Bassist, bandleader, and composer Todd Sickafoose probably performs before his largest live audiences when backing alternative folk singer/songwriter Ani DiFranco, and he can be heard on such DiFranco CDs as 2005's Knuckle Down and 2006's Reprieve. Much of his musical career has been devoted to the avant-garde and creative jazz world, however, and he has garnered considerable acclaim as a jazz sideman as well as leader of his own Todd Sickafoose Group. Like violinist Jenny Scheinman, Sickafoose is a West Coast native who moved east to New York City, becoming a key member of the Brooklyn jazz scene during the 2000s. While in California, the San Francisco native studied in Los Angeles with Charlie Haden and Mel Powell before returning to the Bay Area and joining the Scott Amendola Band and Scheinman's quartet; he can be heard on CDs such as Amendola's eponymous debut recorded in 1999 and Cry from 2003, as well as Scheinman's 2000 Live at Yoshi's. In 2000 Sickafoose released his first CD as leader of his own band, Dogs Outside on the Evander label. He also toured and recorded with genre-bending San Francisco singer/songwriter Noe Venable.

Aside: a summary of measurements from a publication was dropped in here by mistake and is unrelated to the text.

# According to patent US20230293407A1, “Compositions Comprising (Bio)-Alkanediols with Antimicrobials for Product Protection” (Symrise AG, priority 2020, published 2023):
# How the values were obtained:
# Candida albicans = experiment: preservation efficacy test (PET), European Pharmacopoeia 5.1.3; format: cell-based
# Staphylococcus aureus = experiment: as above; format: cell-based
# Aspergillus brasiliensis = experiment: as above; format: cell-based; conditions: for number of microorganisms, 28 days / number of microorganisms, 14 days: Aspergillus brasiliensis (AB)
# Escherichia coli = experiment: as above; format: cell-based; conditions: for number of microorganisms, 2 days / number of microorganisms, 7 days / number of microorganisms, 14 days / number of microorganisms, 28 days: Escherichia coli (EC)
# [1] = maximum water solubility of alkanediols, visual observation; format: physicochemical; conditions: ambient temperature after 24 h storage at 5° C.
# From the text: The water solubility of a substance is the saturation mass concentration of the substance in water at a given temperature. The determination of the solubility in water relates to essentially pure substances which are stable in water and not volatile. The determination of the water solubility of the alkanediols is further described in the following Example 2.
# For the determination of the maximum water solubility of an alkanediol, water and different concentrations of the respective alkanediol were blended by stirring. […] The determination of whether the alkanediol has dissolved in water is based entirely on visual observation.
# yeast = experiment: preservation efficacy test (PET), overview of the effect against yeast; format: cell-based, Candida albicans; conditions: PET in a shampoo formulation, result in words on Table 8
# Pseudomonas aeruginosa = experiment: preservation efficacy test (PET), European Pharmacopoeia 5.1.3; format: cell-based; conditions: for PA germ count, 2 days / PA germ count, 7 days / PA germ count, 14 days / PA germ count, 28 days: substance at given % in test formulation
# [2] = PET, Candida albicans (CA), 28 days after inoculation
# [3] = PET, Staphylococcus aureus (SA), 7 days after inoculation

Sickafoose moved to Brooklyn in 2005, and when not touring with DiFranco could often be caught leading his own band or performing with groups such as Jenny Scheinman's Shalagaster at clubs like Barbès in Brooklyn or 55 Bar in Greenwich Village. In February 2006 the second Todd Sickafoose Group CD, Blood Orange, was released on the Brooklyn-based Secret Hatch record label. In addition to Sickafoose, the core quintet heard on the album includes tenor saxophonist Ben Wendel, trombonist Alan Ferber, guitarist Justin Morell, and drummer Ches Smith. Several guest musicians are also featured, including avant jazz guitarist Nels Cline, whose own largest audience during the 2000s came from his recruitment into the lineup of Wilco. Sickafoose's most ambitious recording yet as a leader arrived in June 2008: Tiny Resistors on Cryptogramophone featured a eight-piece group with Sickafoose on a variety of instruments (piano, Wurlitzer, vibraphone, marimba, and more) in addition to acoustic and electric basses. With sweeping, multi-layered compositions for the core octet supplemented by guest appearances from DiFranco and violinist Andrew Bird, the recording also displayed the bandleader's social and environmental consciousness on pieces such as "Pianos of the 9th Ward" and "Bye Bye Bees." While maintaining his alliance with DiFranco, Sickafoose continued leading his own ensemble into the 2010s while also serving as bandmember in a number of notable creative jazz groups led by others, including violinist Scheinman's Mischief & Mayhem quartet also featuring Cline and drummer Jim Black, and drummer Allison Miller's quartet featuring Scheinman and pianist Myra Melford. ~ Dave Lynch